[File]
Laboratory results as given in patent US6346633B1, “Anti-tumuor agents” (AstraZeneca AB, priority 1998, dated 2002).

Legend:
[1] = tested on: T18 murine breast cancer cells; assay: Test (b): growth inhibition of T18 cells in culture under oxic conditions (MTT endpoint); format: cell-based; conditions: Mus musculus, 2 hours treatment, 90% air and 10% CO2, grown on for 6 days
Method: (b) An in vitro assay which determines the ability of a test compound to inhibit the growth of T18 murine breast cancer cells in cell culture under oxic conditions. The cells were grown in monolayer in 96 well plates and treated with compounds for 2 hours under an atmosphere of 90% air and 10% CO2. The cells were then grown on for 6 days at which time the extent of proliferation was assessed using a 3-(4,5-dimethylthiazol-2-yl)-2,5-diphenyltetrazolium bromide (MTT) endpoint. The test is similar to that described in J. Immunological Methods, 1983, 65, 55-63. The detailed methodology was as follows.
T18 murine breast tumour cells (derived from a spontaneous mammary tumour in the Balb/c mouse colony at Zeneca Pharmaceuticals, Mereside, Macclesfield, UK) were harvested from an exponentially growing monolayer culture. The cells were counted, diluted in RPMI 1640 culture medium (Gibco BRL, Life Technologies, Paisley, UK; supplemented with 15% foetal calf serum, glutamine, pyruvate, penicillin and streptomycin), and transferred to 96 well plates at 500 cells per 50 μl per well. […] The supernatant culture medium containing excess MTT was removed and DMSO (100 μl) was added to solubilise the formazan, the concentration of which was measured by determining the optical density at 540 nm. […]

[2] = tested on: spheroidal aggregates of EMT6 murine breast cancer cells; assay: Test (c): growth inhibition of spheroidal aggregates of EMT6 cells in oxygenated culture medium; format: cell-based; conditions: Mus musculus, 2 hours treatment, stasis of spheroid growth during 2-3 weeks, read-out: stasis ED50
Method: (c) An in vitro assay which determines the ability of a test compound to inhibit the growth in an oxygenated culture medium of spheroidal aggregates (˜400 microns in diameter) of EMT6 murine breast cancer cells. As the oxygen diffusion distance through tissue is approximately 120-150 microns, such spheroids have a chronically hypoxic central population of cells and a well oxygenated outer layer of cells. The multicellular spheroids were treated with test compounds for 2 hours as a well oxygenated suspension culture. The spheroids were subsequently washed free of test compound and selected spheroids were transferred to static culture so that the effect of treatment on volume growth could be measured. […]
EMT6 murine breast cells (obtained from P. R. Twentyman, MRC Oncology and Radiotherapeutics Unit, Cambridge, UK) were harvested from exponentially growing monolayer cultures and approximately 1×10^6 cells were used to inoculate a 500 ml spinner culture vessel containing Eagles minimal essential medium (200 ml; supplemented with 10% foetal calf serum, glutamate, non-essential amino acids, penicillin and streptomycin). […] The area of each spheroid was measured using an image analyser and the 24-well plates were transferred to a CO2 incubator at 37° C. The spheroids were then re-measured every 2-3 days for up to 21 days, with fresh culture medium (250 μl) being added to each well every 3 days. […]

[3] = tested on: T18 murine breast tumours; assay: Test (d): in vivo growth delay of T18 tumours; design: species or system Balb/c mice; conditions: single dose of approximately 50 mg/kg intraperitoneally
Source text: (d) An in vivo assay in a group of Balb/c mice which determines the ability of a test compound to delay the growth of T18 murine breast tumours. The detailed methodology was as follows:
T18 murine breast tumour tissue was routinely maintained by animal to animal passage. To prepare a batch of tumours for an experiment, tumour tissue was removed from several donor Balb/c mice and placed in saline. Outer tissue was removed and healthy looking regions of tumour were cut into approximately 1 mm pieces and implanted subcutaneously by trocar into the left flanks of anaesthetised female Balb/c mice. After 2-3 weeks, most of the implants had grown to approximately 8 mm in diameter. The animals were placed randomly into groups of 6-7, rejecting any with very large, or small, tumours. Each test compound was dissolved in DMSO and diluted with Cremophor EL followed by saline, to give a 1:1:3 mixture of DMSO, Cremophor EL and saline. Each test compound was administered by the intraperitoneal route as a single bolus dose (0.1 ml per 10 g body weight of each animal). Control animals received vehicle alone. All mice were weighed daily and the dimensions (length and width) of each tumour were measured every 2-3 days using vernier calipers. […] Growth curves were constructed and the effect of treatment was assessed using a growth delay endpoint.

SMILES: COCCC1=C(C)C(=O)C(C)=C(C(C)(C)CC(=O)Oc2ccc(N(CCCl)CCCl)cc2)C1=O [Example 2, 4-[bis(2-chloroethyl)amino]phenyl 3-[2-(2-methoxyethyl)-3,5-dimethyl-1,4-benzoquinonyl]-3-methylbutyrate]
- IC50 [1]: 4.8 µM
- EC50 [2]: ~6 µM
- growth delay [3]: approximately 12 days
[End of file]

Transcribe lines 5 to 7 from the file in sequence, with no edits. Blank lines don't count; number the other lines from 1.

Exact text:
T18 murine breast tumour cells (derived from a spontaneous mammary tumour in the Balb/c mouse colony at Zeneca Pharmaceuticals, Mereside, Macclesfield, UK) were harvested from an exponentially growing monolayer culture. The cells were counted, diluted in RPMI 1640 culture medium (Gibco BRL, Life Technologies, Paisley, UK; supplemented with 15% foetal calf serum, glutamine, pyruvate, penicillin and streptomycin), and transferred to 96 well plates at 500 cells per 50 μl per well. […] The supernatant culture medium containing excess MTT was removed and DMSO (100 μl) was added to solubilise the formazan, the concentration of which was measured by determining the optical density at 540 nm. […]

[2] = tested on: spheroidal aggregates of EMT6 murine breast cancer cells; assay: Test (c): growth inhibition of spheroidal aggregates of EMT6 cells in oxygenated culture medium; format: cell-based; conditions: Mus musculus, 2 hours treatment, stasis of spheroid growth during 2-3 weeks, read-out: stasis ED50
Method: (c) An in vitro assay which determines the ability of a test compound to inhibit the growth in an oxygenated culture medium of spheroidal aggregates (˜400 microns in diameter) of EMT6 murine breast cancer cells. As the oxygen diffusion distance through tissue is approximately 120-150 microns, such spheroids have a chronically hypoxic central population of cells and a well oxygenated outer layer of cells. The multicellular spheroids were treated with test compounds for 2 hours as a well oxygenated suspension culture. The spheroids were subsequently washed free of test compound and selected spheroids were transferred to static culture so that the effect of treatment on volume growth could be measured. […]